“I too was crushed by the rioters. I felt that I was out of air and thought: this is how I‘m going to die.” An emotional testimony from US police officer Aquilino Gonell today. On January 6, he tried to defend the entrance to the Washington D.C. Capitol, while a crowd of supporters of former President Donald Trump stormed the building.
Gonell and three other agents are the first to be heard by the parliamentary committee to investigate the storming. The hearings should give more insight into how things could go so wrong that day.
But because of political divisions in the United States, it’s only the question of whether the results will have consequences, says correspondent Marieke de Vries. “Some Republicans try to maintain that nothing was going on that day.”
Thanks to the many filming recordings, a lot has already been known about what happened on January 6th. It was the day the U.S. Congress officially recorded Joe Biden‘s election profit. Trump held a White House meeting for his supporters at the same time. The president whipped the public with allegations about stolen elections.
A large crowd did indeed set course towards the Congress building, the Capitol, and penetrated it without much effort. Congressmen experienced anxious moments. They had to hide from the pack and were eventually brought to safety through subterranean corridors.
Dozens of people were injured that day. Five people died, including a cop.
The hearing started by showing footage of the storming. Agents then emotionally told their story:
Yet Republicans and Democrats disagree on the investigation into storming. Initially, both sides wanted to set up a commission similar to the committee investigating the 9/11 attacks. But in the end, the Republicans did not want to cooperate in such a large investigation.
“Since the storming, Republicans are predominantly choosing Trump’s side and direction,” says De Vries. “Trump says nothing went wrong and he certainly didn‘t turn it on.”
“Research May Harm Republicans”
The Democratic leader in the House of Representatives, Nancy Pelosi, decided to set up a committee on his own. That’s mostly Democratic members in it. “The Republicans came up with candidates, two of whom were so biased that Pelosi refused them,” says De Vries. The two remaining Republicans on the committee are well known critics of Trump who hold him partly responsible for the violence of January 6.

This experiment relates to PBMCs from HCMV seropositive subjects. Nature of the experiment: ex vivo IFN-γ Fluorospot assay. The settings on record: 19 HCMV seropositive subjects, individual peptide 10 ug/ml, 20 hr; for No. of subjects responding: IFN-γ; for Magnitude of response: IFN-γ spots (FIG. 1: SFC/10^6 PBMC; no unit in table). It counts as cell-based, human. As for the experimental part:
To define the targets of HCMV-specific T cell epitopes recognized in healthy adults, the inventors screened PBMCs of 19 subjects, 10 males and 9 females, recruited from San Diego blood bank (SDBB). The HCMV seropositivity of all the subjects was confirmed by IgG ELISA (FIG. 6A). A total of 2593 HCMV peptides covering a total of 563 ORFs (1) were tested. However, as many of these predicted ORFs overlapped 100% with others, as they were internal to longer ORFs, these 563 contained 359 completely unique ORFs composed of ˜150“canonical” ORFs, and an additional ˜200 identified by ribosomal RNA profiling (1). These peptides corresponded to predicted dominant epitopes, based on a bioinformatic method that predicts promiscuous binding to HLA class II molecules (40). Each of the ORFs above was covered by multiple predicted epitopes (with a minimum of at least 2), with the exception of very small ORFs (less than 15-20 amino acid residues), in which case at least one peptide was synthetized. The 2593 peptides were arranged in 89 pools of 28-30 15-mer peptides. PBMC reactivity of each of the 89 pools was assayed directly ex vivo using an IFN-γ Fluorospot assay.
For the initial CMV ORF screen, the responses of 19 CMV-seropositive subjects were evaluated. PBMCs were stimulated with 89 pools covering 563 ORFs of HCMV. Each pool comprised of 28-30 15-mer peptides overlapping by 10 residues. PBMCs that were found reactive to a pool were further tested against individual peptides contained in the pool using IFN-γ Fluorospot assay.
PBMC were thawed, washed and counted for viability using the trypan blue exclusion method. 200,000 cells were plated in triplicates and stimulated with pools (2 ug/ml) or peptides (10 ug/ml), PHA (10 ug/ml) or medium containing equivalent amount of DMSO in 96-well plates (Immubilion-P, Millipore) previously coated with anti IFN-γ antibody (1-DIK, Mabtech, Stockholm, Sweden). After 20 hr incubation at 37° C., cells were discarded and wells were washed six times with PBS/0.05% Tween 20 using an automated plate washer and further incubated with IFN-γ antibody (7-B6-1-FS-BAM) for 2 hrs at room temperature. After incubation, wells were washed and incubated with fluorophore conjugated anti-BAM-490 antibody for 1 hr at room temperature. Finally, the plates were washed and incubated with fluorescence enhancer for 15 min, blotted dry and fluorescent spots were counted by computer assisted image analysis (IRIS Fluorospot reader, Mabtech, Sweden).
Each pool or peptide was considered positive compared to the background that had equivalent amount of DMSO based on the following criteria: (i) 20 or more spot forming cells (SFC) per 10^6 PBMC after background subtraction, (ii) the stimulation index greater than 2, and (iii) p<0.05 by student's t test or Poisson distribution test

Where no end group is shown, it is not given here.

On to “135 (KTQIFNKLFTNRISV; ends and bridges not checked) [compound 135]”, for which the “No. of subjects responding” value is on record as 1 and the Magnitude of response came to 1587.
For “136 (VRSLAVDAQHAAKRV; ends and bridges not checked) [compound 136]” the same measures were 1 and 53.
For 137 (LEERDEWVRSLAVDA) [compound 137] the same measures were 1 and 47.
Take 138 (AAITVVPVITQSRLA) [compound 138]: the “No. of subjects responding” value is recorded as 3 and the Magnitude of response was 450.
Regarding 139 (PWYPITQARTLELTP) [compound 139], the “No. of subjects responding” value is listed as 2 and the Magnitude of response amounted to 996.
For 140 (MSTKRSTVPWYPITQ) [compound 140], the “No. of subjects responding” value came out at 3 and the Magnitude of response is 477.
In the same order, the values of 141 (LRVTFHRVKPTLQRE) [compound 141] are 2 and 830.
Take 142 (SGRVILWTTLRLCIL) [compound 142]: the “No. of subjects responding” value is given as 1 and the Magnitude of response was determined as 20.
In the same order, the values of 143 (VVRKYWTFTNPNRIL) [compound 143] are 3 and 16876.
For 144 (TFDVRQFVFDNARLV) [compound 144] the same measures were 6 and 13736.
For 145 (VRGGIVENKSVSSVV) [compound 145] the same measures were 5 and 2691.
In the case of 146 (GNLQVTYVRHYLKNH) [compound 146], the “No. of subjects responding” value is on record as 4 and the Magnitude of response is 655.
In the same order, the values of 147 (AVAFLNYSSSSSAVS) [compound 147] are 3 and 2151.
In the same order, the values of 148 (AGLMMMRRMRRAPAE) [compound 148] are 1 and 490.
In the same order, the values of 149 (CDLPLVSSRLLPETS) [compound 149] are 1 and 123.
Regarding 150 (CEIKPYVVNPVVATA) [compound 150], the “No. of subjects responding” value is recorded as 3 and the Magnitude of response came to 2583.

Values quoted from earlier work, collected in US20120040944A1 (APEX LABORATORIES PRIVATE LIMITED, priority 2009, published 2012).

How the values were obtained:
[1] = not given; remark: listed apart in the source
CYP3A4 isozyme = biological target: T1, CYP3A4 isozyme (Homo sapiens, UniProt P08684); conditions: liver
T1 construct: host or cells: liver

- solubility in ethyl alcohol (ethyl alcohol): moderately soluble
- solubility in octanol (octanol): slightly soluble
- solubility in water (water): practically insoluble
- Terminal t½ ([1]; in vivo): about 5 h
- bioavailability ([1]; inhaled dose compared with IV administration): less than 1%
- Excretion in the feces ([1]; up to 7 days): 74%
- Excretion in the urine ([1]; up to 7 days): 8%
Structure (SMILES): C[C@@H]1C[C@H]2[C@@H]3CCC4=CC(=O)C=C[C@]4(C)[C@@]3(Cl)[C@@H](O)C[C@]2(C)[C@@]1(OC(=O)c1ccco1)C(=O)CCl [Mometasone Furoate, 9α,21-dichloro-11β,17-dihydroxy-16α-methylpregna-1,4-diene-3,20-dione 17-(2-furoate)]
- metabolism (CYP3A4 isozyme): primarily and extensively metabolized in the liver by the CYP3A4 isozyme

She and the Democrats blame Trump for urging his supporters to storm the Capitol, to use violence and go after Vice President Mike Pence. According to Trump, Pence did too little to prevent the ratification of Biden‘s victory.
Most Republicans do the investigation as a political game of Democrats to drive Republican voters away from their party. But in addition, many Republican Congressmen fear that the investigation can really harm them, says De Vries. “Because there are also going to be difficult questions about who kept Trump informed about the situation from Congress and the National Guard, which would have been deployed too late.”
Some of the Republicans even claim that the events of January 6 are greatly exaggerated. De Vries: “Who say the stormers were tourists, Trump supporters who just got a little excited and walked in.”
They don’t say that for nothing. “Republican Congressmen know that much of their supporters still support Trump,” De Vries said. “They don‘t want to lose those supporters for next year’s mid-term elections and they certainly don‘t want to lose the support of Trump himself. That’s why they stay true to Trump‘s line that nothing happened that day.”
why those Republicans say it‘s time to move on. “Don’t look back but look ahead. They are talking about the country being in much bigger trouble right now and that it should be about that.”